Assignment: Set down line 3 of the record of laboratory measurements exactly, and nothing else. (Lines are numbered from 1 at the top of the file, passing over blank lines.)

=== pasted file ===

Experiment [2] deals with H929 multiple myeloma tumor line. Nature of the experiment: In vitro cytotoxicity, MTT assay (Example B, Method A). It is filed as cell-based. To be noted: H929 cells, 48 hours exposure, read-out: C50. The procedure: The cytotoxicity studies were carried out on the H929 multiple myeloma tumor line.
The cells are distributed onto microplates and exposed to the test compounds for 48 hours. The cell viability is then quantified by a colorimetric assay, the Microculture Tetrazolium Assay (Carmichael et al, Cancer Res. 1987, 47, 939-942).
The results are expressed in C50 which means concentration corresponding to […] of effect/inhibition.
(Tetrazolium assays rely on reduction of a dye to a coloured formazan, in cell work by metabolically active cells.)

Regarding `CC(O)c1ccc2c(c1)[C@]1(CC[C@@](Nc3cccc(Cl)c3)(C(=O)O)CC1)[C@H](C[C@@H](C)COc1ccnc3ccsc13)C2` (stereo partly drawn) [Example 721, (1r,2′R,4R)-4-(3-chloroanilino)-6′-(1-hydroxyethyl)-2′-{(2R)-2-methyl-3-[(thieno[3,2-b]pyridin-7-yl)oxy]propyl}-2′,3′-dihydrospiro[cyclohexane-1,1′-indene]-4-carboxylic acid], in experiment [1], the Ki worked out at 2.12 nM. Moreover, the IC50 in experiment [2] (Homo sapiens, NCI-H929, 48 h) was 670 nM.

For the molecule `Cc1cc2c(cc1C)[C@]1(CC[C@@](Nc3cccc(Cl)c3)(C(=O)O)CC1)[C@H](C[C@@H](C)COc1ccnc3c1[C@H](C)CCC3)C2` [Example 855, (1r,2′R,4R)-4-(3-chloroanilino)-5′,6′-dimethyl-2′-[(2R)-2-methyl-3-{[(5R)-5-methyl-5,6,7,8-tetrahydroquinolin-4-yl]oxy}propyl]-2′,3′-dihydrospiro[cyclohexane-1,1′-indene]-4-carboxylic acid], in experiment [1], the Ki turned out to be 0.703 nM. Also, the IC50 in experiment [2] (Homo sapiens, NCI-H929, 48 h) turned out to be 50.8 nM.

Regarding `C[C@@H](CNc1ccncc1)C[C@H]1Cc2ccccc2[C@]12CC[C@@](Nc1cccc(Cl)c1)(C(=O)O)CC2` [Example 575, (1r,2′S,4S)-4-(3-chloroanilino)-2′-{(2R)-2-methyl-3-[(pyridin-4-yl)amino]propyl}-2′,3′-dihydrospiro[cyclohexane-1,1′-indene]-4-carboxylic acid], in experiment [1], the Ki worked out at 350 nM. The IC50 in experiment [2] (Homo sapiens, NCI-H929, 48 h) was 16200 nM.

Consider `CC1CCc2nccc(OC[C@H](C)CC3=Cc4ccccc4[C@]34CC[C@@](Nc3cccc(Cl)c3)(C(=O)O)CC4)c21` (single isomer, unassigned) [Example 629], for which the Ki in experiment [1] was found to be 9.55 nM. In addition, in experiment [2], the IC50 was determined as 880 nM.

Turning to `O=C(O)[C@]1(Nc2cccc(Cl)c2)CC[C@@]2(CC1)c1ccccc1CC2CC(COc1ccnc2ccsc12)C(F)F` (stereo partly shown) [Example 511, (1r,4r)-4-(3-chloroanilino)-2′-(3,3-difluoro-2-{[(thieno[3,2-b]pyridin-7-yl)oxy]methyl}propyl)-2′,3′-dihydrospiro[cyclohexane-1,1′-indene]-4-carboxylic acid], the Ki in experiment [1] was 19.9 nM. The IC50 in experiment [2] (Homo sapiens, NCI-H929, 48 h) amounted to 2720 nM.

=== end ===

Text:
The results are expressed in C50 which means concentration corresponding to […] of effect/inhibition.